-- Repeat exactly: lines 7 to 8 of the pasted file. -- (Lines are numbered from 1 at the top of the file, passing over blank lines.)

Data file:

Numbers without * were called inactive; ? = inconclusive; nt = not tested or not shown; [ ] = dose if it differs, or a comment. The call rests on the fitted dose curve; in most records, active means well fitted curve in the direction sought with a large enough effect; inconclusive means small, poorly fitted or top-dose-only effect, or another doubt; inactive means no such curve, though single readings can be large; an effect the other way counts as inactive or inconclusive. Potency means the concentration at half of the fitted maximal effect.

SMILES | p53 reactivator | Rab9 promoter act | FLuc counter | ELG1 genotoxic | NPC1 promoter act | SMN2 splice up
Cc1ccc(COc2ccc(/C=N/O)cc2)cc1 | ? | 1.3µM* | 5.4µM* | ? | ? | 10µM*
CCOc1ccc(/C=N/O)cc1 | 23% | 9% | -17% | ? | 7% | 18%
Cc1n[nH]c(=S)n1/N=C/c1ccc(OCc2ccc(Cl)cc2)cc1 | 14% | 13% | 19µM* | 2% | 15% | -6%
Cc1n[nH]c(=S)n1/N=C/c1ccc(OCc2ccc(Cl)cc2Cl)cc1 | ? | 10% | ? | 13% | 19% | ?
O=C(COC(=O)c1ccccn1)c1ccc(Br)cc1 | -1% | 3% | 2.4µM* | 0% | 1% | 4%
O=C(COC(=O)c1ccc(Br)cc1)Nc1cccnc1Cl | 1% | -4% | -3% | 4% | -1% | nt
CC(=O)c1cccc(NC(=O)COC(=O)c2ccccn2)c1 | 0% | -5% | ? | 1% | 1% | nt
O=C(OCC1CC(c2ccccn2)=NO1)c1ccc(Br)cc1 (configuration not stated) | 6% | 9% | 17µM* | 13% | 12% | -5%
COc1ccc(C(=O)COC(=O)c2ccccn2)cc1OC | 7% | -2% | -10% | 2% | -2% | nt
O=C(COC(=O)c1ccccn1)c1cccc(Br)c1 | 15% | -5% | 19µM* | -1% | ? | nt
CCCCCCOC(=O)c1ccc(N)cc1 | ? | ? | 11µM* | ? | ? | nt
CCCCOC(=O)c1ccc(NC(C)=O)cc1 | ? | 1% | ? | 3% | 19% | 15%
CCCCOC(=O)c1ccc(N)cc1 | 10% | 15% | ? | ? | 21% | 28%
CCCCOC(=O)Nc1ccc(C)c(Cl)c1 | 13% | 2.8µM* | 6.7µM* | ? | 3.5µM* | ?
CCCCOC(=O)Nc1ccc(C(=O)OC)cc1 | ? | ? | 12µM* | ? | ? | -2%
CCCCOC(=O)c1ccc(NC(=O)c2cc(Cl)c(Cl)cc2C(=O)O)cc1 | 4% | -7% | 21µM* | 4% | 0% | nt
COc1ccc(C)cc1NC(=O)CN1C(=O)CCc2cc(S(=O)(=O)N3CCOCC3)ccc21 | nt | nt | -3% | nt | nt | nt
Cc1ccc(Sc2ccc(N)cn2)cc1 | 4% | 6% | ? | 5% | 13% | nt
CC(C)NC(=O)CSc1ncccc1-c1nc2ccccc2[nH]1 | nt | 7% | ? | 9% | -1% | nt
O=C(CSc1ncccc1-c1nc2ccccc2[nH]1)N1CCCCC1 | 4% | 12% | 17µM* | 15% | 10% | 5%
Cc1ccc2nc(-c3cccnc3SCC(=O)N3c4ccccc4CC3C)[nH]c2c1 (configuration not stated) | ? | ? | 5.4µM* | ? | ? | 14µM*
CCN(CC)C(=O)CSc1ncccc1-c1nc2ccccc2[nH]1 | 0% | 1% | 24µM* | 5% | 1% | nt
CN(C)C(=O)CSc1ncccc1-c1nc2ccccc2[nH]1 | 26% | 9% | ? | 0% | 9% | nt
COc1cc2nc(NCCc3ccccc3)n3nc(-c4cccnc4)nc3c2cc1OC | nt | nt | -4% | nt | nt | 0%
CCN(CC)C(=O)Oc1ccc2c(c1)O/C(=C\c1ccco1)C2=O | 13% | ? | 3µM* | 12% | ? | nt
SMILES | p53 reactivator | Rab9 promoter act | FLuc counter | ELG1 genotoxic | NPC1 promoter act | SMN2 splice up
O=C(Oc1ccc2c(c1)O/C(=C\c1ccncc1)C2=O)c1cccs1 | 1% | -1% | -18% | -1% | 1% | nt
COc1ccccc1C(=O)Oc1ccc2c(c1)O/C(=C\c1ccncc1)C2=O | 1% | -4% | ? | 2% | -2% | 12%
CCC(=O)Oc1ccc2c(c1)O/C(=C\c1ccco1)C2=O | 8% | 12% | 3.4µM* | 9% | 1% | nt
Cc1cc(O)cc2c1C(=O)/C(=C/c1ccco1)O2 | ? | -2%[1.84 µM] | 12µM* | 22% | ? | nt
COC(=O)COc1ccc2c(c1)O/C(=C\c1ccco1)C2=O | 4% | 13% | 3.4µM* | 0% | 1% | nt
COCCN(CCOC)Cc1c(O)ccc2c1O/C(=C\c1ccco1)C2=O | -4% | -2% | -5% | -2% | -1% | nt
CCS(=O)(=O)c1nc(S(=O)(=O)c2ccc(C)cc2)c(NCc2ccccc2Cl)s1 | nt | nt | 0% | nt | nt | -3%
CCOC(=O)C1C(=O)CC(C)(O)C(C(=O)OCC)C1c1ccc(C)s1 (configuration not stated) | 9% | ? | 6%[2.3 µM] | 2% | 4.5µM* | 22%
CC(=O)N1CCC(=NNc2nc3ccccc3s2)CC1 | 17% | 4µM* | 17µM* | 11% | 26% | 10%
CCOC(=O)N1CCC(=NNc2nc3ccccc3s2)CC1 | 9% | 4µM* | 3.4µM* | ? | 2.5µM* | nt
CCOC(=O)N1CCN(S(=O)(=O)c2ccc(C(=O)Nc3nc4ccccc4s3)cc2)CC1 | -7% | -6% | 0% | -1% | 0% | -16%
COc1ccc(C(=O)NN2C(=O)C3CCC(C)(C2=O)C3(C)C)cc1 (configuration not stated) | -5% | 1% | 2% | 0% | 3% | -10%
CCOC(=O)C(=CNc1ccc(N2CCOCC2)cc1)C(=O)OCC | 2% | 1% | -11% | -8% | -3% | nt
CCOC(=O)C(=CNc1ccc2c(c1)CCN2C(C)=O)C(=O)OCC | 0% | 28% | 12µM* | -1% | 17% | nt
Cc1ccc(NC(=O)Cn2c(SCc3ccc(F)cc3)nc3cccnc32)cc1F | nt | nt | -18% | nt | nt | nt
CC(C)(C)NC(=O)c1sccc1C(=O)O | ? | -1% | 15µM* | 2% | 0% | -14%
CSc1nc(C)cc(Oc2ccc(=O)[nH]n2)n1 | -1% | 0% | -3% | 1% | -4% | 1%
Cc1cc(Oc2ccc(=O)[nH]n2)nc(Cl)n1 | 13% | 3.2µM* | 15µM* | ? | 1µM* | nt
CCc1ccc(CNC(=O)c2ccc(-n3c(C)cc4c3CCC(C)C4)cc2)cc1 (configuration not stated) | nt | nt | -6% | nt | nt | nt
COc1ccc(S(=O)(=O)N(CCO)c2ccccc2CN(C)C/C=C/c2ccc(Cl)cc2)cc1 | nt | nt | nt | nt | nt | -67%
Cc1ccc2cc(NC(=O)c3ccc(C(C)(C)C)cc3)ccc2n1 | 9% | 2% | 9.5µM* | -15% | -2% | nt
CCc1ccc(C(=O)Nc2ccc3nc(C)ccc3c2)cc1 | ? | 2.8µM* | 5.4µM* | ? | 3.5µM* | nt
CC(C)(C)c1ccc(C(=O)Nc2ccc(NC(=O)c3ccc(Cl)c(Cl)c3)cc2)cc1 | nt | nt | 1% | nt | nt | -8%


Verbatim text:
O=C(COC(=O)c1ccccn1)c1ccc(Br)cc1 | -1% | 3% | 2.4µM* | 0% | 1% | 4%
O=C(COC(=O)c1ccc(Br)cc1)Nc1cccnc1Cl | 1% | -4% | -3% | 4% | -1% | nt